David Berkowitz, director of emerging media and client strategy, 360i; programming chair, MediaPost's Search Insider Summit
Make time for the activities and dinners. The [SIS] Summit has far more schmooze time than time in sessions, and that's for a reason. As excited as I am about the program and the speakers, the lasting relationships come during the downtime, as do the most meaningful conversations.


Heather Lloyd-Martin, chair, DMA's Search Engine Marketing Council
Attend all the "search marketing site labs" or "search marketing clinics" you can find. During a site lab, a panel of experts reviews websites on the fly and discusses how to improve them for search positioning and conversions.


Here's why they are so cool:


1. If your site is reviewed, you get free consulting from the best minds in the industry. Search marketing experts charge anywhere from $250-$500+ an hour. Even if a three- or four-person panel spends just 15 minutes reviewing your site, you are seeing remarkable value for your money. I've seen panels suggest one site tweak that ended up making the company thousands of dollars.


2. If you are too shy to have your site reviewed, simply sitting in the sessions is a great learning experience. Chances are, you'll pick up quite a few actionable tips and ideas for your own site.


Go to the networking parties. Sure, you may feel like you have 1,000 things to do after being away from work for a day. But it's amazing how much business actually takes place during these things. If nothing else, walk around with a glass of water (or your beverage of choice) and try to talk to as many people as you can. By the end of the conference, you'll have formed some fledgling business relationships that you can develop later. I've seen people hired during networking parties, I've seen partnerships formed -- I've even seen a group of folks brainstorm a new business idea. The parties are definitely worth it!


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Michael Brito, social media program manager, Intel
Not all marketing conferences are created equal, and from a content perspective, some are much better than others. Last month I attended SMX Social in Long Beach, Calif., and the content seemed to be more aligned with SEO than social media. Nonetheless, there were plenty of really good takeaways from the conference, but the true value for me was networking and meeting others who work in the same space as I do. Here are some other things to consider to prepare for conferences:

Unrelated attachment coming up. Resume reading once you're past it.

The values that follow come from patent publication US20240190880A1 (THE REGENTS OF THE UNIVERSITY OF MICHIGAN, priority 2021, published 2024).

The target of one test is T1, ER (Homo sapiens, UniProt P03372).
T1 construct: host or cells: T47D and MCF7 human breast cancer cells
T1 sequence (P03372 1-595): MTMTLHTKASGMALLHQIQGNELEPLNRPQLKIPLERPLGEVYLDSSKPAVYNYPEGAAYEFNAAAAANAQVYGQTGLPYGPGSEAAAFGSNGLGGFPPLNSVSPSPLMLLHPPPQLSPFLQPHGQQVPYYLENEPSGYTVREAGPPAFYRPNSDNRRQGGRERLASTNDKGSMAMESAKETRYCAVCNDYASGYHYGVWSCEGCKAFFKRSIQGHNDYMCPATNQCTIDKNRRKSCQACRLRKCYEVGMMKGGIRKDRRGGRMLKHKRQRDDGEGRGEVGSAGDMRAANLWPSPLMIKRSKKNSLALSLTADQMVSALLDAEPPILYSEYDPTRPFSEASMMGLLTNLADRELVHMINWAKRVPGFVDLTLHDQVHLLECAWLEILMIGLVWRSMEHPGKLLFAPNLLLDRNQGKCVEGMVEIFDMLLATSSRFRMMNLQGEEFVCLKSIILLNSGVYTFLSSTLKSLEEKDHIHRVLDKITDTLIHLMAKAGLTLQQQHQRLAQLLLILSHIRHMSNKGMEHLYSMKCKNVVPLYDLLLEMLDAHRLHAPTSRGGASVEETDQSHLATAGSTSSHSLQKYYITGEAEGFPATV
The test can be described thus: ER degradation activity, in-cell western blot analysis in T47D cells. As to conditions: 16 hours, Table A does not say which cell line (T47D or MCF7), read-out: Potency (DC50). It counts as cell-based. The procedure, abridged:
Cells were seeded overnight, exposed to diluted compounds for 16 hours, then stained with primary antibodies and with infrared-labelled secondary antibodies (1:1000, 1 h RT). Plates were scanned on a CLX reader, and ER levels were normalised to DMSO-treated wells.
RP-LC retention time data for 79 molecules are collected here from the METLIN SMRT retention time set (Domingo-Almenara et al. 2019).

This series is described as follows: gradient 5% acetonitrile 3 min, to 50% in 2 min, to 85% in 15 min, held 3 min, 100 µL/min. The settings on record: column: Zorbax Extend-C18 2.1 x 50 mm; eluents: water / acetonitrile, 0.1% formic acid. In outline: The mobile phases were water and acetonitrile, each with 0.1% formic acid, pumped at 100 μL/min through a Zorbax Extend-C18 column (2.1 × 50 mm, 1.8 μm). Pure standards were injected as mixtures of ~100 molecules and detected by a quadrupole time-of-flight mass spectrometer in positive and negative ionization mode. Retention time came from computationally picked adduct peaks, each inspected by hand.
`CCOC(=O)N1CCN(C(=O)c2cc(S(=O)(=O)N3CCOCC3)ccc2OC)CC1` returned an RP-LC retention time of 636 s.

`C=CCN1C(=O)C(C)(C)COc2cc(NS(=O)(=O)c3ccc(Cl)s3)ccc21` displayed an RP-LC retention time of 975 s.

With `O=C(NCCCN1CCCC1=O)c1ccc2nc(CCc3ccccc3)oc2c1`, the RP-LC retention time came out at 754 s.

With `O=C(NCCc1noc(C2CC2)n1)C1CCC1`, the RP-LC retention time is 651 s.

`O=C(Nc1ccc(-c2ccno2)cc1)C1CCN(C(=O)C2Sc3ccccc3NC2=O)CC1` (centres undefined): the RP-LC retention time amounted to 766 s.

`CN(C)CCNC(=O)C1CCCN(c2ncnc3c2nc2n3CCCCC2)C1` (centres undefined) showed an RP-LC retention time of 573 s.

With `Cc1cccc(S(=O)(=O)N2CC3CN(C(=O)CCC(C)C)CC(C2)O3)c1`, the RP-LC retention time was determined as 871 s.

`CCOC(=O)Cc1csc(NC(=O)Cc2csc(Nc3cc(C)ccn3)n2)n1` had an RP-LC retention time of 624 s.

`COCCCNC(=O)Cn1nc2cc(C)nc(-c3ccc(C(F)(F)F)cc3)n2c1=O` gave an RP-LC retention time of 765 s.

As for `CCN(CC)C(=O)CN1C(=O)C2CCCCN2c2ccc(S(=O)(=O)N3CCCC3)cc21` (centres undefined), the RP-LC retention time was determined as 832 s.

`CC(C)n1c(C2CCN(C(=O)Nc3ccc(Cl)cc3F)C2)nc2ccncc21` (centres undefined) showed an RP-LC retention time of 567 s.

• Do your homework. Seek out the speakers/panel/participants and begin networking through blogs, Facebook, Twitter, etc., prior to the event.

  • Network as much as possible at the event, and dedicate some time to introduce yourself to others. Bring plenty of business cards.

  • Bring a laptop, not only to take notes but also to Twitter any insights or revelations that may come upon you. Share everything, and don't hold back. Who knows? You can be the first to share.

  • If you blog, attending conferences is a great way to brainstorm new post ideas, so take good notes.

  • Bring resumes; you never know, you may meet your next employer.

Conclusion
It seems the theme we can extract from all this sage advice is to plan ahead. Do a little homework beforehand, and have a plan for how you'll capture, internalize and transfer the knowledge you gain. Have fun, but don't overdo it. Realize the networking opportunities extend beyond prospects to include competitive intelligence, marketing partners, vendors and new employees.



Lee Odden is CEO of TopRank Online Marketing.

Comments

to leave comments.

Commenter: Keir Moorman

2008, August 21

This is a good article loaded with great information.
I would suggest having plenty of business cards on hand. You probably want be the only one doing this so I would suggest using some creativity when selecting business card design. You can add a nice business card holder as well. If your one of the lucky people to own a iphone or ipod I would suggest converting your online video to one of the formats supported by the iphone or ipod. Now you can play your marketing message to anyone you want. You might even land a new client or two.